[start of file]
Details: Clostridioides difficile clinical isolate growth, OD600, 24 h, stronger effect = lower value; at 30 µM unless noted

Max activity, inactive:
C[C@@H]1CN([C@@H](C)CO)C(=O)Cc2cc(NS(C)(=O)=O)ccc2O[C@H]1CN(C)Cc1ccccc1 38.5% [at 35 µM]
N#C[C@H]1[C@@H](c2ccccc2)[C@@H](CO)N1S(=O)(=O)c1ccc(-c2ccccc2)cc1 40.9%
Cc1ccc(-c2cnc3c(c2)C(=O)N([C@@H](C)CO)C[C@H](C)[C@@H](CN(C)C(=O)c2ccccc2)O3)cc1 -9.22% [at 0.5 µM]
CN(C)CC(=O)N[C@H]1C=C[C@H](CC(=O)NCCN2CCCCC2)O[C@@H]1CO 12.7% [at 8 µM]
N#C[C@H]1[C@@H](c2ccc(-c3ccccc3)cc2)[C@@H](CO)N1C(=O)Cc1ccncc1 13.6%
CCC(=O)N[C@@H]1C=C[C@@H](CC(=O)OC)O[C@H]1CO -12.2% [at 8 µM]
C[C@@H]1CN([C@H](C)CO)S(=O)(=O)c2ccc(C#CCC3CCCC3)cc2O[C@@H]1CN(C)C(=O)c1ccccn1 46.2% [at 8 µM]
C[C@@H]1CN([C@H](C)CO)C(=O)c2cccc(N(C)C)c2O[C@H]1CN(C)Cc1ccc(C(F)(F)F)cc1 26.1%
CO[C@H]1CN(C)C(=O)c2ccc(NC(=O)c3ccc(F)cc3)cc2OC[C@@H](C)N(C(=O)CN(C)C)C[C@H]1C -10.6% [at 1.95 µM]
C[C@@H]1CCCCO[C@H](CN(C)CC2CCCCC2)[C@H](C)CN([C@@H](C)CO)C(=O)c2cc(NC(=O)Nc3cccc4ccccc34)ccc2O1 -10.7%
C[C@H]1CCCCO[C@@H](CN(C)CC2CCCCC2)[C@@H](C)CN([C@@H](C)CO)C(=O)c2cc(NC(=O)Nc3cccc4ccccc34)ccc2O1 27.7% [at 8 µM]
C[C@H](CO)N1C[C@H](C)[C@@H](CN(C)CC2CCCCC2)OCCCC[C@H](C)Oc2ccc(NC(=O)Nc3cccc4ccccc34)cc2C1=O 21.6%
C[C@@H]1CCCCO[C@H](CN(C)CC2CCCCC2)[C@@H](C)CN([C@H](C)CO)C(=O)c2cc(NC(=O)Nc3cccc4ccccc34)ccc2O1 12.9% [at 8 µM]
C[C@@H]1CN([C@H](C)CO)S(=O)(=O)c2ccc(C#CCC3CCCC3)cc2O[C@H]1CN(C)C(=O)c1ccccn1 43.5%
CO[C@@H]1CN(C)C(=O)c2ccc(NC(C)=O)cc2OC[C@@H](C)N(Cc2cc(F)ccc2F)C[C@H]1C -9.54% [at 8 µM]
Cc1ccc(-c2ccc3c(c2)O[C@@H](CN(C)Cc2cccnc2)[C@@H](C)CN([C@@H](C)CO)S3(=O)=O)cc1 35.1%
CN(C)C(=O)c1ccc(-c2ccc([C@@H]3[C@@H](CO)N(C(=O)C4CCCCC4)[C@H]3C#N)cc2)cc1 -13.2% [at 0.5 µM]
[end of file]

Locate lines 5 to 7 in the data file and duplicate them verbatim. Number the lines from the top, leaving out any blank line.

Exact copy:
Cc1ccc(-c2cnc3c(c2)C(=O)N([C@@H](C)CO)C[C@H](C)[C@@H](CN(C)C(=O)c2ccccc2)O3)cc1 -9.22% [at 0.5 µM]
CN(C)CC(=O)N[C@H]1C=C[C@H](CC(=O)NCCN2CCCCC2)O[C@@H]1CO 12.7% [at 8 µM]
N#C[C@H]1[C@@H](c2ccc(-c3ccccc3)cc2)[C@@H](CO)N1C(=O)Cc1ccncc1 13.6%